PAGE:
Vascular Dementia and Mobility - What to Expect?
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Vascular Dementia and Mobility – What to Expect?

Having a relative diagnosed with vascular dementia can be a shock. Leaving the physician’s office, you can often have more questions than answers. How will your relative behave? Will they lose their independence? How will it affect their quality of life? Luckily there are things we can do to help support them to stay mobile and continue to enjoy a good quality of life. 

Taking steps to help relatives stay independent and reviewing the support they need over time will help them to live well with vascular dementia and mobility. 

What to Expect

Vascular dementia is caused by a lack of blood flow to the brain and is often caused by a heart attack or stroke. Balance and mobility are often affected sooner in people with vascular dementia, leaving them at risk for falls and injury.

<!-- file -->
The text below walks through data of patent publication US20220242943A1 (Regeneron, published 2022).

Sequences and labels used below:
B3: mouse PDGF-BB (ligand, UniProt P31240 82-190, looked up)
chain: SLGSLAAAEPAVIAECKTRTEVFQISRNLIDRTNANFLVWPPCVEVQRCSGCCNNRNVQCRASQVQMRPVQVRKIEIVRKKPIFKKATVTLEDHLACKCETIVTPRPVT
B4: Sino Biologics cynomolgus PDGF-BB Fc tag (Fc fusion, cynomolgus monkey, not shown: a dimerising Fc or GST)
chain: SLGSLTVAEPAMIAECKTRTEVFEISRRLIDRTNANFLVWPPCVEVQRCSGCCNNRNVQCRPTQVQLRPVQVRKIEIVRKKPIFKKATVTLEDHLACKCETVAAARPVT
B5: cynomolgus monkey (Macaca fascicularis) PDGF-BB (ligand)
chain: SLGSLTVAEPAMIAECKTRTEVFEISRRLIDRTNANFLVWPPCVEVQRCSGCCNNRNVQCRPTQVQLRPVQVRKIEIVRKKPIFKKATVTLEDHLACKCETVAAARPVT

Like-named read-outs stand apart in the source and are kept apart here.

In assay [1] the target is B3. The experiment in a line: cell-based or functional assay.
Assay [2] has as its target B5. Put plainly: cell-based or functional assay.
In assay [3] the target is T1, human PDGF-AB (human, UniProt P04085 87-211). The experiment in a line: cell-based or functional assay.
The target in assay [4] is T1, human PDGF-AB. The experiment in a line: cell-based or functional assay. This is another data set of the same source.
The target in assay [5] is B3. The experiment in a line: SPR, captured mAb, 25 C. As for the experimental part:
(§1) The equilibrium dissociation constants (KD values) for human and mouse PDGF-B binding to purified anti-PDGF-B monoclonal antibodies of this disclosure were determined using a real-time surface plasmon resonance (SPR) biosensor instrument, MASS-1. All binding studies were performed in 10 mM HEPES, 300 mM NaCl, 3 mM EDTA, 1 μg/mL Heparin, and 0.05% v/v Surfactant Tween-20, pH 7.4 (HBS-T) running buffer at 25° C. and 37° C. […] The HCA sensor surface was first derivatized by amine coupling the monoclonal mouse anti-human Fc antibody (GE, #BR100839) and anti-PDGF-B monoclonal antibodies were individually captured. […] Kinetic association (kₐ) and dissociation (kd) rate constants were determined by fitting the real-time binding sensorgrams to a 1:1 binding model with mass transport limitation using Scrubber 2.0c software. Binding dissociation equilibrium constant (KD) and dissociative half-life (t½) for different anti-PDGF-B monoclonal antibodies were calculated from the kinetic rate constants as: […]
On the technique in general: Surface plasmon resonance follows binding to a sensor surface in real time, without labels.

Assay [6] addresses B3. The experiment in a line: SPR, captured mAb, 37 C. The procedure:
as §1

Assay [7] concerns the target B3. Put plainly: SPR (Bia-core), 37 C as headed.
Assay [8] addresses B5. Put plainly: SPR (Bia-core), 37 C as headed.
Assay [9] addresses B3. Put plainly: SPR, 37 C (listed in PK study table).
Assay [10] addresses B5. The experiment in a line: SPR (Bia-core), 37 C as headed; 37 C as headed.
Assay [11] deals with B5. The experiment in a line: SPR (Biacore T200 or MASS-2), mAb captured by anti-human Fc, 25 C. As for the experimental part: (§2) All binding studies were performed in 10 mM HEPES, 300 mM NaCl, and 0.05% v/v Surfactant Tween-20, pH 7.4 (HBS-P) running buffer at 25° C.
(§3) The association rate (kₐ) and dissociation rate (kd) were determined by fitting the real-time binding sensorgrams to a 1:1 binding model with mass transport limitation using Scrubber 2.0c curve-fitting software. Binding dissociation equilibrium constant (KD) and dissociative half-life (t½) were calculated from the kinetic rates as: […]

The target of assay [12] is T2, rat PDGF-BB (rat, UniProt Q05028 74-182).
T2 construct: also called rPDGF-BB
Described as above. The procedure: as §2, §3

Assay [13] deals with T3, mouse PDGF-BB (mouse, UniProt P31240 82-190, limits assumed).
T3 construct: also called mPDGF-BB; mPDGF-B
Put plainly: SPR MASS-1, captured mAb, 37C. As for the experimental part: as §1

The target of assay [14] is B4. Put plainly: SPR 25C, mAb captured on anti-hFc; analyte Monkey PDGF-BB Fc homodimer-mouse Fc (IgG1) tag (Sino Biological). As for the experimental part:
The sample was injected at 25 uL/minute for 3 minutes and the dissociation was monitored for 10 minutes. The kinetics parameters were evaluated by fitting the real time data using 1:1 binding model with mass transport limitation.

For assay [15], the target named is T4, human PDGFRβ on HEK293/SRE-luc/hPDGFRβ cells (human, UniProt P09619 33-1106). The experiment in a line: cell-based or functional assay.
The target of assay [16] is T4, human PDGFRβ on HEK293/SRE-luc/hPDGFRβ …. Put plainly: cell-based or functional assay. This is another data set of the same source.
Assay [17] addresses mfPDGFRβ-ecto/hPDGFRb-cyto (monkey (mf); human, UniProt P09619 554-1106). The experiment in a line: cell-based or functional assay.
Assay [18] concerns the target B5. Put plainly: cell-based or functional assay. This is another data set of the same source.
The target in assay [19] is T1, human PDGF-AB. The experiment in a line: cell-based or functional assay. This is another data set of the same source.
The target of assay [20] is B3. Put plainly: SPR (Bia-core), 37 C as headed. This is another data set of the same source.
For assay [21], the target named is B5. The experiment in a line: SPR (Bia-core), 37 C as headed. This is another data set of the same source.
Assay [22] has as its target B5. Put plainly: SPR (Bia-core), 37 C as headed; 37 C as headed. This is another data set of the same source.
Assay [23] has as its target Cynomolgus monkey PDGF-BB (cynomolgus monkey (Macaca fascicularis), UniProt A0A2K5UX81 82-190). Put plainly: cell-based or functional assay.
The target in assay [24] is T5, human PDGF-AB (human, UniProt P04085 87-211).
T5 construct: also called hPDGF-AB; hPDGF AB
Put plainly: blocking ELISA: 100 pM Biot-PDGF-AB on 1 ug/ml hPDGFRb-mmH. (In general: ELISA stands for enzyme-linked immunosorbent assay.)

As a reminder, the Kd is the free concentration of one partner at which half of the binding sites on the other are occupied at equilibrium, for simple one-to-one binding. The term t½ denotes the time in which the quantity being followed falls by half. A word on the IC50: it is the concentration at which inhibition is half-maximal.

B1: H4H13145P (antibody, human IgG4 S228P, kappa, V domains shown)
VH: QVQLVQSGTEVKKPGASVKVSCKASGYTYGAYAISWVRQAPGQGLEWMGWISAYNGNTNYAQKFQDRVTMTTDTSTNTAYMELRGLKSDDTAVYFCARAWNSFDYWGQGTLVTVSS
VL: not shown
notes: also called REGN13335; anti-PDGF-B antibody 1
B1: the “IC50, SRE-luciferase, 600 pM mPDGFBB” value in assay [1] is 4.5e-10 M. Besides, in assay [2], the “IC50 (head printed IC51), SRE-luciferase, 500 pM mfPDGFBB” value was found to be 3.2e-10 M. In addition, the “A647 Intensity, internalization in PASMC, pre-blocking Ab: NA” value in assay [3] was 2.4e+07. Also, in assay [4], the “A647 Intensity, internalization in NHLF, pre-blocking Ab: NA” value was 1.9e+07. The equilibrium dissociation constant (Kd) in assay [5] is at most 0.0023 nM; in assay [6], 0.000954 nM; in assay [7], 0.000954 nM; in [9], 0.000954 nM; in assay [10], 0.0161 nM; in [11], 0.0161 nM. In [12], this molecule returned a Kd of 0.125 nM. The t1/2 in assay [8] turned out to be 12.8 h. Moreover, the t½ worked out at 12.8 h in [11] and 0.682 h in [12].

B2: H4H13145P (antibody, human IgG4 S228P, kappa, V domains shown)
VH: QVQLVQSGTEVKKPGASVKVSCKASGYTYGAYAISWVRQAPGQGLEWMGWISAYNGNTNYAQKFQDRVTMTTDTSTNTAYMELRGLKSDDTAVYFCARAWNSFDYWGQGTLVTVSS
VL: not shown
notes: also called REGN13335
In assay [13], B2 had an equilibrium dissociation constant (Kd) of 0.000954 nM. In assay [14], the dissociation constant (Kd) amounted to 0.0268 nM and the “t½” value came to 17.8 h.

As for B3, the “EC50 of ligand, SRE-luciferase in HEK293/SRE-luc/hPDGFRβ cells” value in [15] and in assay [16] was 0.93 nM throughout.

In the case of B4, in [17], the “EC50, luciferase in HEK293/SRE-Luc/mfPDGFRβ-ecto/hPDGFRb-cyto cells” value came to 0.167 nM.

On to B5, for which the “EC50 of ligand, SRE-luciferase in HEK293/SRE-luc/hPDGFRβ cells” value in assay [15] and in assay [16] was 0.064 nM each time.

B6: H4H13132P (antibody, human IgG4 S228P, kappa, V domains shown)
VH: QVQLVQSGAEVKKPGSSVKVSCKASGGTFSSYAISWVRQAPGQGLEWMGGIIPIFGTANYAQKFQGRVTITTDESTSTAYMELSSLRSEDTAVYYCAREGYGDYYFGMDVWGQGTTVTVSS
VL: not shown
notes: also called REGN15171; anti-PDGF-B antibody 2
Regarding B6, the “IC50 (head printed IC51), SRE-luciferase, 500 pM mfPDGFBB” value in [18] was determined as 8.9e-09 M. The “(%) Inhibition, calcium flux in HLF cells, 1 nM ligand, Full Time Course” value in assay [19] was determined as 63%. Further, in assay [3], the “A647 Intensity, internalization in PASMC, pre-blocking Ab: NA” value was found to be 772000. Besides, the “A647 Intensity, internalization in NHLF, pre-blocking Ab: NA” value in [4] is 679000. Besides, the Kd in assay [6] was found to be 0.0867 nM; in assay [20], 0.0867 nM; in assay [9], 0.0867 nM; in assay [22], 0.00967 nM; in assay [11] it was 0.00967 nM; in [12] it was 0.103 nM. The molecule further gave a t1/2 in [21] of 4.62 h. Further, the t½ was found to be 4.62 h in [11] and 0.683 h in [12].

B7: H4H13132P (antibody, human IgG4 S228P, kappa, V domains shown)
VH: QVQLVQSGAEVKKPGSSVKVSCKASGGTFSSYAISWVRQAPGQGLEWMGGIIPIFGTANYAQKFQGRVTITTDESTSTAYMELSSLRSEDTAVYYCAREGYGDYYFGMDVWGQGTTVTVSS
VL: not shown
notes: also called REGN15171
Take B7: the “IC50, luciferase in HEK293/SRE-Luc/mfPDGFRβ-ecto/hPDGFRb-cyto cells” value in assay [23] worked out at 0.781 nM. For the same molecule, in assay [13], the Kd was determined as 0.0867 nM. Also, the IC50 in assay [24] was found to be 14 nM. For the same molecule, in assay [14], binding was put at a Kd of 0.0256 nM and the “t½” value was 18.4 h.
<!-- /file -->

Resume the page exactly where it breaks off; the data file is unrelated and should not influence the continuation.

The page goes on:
The symptoms in the early stages of vascular dementia are different depending on what the cause of the illness is:

Subcortical Dementia (The Most Common Type)

  • Weakness, less steady when walking, prone to falls
  • Problems with decision making, planning or organizing
  • Language problems – finding the right words, pronunciation
  • Mood changes and depression
  • Slower speed of thought, less able to concentrate

Stroke-Related Dementia

  • Paralysis or limb weakness (often on one side of the body)
  • Vision and speech problems

Post-stroke, your relative should be offered rehabilitation to help improve these symptoms.

elderly man on a wheelchair